Thank You and Farewell

Posted by David Brown - 04 June, 2019


Randolph is a place where profound relationships flourish, many of them for long periods of time. At the end of the 2018-19 school year, we said goodbye to four faculty and staff members who have served the School for 15 years or more. As they depart, they each will take with them a Randolph captain's chair. At the faculty/staff breakfast in mid-May, Head of School Jay Rainey paid tribute to them with the following remarks.

Robin Barr (17 years) Over her 17 years, Robin has served Randolph as a Lower School teacher, as a member of our Advancement Team, and most recently, as the invaluable Administrative Assistant for our Department of Visual and Performing Arts. Robin’s institutional knowledge, her bright mind, her sense of duty and honor, and her incredible work ethic have made her one of the most treasured members of the arts department. In fact, the celebration of National Arts in Education Week at Randolph was actually Robin’s idea. On this and on many projects, she worked with other members of the arts department, with the RCN, and with the broader community, not only to manage the arts department at Randolph, but to bring Randolph to the forefront of the greater Huntsville arts community. Thank you, Robin!6U4A4040

Connie Voight (19 years)- When Connie arrived at Randolph, theater experiences for students were understood more as time away from serious pursuits than as serious pursuits in their own right. Her first classes were taught on a stage that she shared with the band while Lower School PE classes were being conducted, with little in the way of costumes, sets, or lighting and sound equipment to support her work. But Connie persevered, drawing students in by expecting more from them, from designing and building sets, to creating costumes, to running tech, to giving their best performances on stage. Under Connie’s leadership, the theater department has grown and thrived. Randolph students have benefited from her talents and have been allowed to develop their own skills in acting, designing, and directing under her guidance. From “You’re a Good Man Charlie Brown” to “Chitty Chitty Bang Bang” to Oz and to Neverland, Connie has brought Theatre Randolph—and all of us along with her—to new places and experiences that have shaped our ability to connect with one another. Thank you, Connie, for your years of service to our school.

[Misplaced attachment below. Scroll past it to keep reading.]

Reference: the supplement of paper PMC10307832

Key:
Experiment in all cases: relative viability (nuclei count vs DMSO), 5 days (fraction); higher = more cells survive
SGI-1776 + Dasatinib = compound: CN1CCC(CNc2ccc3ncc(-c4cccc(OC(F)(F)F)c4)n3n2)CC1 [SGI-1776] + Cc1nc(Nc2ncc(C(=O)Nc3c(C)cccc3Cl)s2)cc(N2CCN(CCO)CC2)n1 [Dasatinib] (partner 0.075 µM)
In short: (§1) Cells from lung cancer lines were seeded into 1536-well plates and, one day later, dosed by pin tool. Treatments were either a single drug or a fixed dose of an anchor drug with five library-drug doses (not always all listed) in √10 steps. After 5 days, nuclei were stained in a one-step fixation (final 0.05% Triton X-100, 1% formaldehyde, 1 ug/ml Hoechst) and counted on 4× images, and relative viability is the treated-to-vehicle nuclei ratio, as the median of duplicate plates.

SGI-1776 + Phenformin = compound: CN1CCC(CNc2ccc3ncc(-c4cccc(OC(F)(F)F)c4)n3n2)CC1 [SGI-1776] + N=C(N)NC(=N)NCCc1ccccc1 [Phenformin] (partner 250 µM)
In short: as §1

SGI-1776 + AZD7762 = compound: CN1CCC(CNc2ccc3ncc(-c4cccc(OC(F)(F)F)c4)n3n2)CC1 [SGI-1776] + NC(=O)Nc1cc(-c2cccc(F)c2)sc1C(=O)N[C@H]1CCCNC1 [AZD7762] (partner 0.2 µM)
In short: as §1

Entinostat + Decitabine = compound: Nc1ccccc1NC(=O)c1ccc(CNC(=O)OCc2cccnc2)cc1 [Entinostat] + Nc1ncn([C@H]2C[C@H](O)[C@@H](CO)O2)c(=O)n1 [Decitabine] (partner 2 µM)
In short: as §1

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Betsy Allen (22 years)- Betsy has served as a history teacher at Randolph for 22 years. During this time, her students have appreciated her for inspiring in them a deep love of American History through individual Americans’ stories. She teaches history with a strong respect for what has made our country a great nation, but also with a willingness to question the past and challenge assumptions. Betsy’s students learn to write and organize their thoughts and to develop their study skills, particularly in preparation for the infamous Constitution test. In addition to her role as a teacher, Betsy has served as a mentor for many new teachers and has led Randolph’s teacher mentor program. She has also ably coordinated the annual DC trip for eighth-grade students. Most of all, Betsy is a wonderful colleague and a caring advisor, committed to her students and to the Randolph community. Her love of this institution is an example to us all, and we will miss her as she prepares to retire to Georgia to be closer to her family. Thank you, Betsy.

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Vally Perry (25 years)- Vally has left an indelible mark on the students she has taught, the colleagues with whom she has worked, and the culture that makes Randolph such a special institution. Her former students have described her as “the reason I love the Spanish language and the reason I’ve continued pursuing it in college,” as the person who “saw in me and in all of my classmates more than what we often saw in ourselves," and as “the best teacher I’ve ever had.” For their part, her colleagues describe Vally as an invaluable resource and “the definition of professionalism.” Writes one, “Vally would probably never know this, but I’ve tried to model my own approach as a colleague on my experiences working with her. She is gracious, respectful, encouraging, and always willing to talk. I almost feel as though I’ve been her student without ever having sat in her classroom.” Throughout her time at Randolph, Vally has shared her passions, her wisdom, her generosity, her family, and of course, more time than can ever be repaid. She leaves Randolph a better school than she found it. Vally, thank you for your distinguished record of service to our school community.

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Topics: history, Spanish, teachers, the art of teaching, Theater Randolph, Faculty, student support, National Arts in Education Week


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